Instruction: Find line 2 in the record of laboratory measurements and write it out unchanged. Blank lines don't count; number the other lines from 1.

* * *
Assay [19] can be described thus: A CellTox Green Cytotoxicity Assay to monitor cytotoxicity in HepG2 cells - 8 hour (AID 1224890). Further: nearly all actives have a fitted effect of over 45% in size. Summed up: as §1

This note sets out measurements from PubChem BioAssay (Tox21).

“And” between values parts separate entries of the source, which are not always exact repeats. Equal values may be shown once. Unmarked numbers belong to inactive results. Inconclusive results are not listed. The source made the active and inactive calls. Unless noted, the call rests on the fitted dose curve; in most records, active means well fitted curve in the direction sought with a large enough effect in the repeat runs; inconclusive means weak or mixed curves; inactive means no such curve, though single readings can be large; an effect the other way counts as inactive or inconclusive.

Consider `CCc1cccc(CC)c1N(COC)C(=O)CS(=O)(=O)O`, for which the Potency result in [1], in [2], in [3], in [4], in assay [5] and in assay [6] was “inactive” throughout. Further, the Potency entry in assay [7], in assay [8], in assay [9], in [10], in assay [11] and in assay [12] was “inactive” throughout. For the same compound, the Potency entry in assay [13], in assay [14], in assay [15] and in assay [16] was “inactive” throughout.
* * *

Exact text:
This note sets out measurements from PubChem BioAssay (Tox21).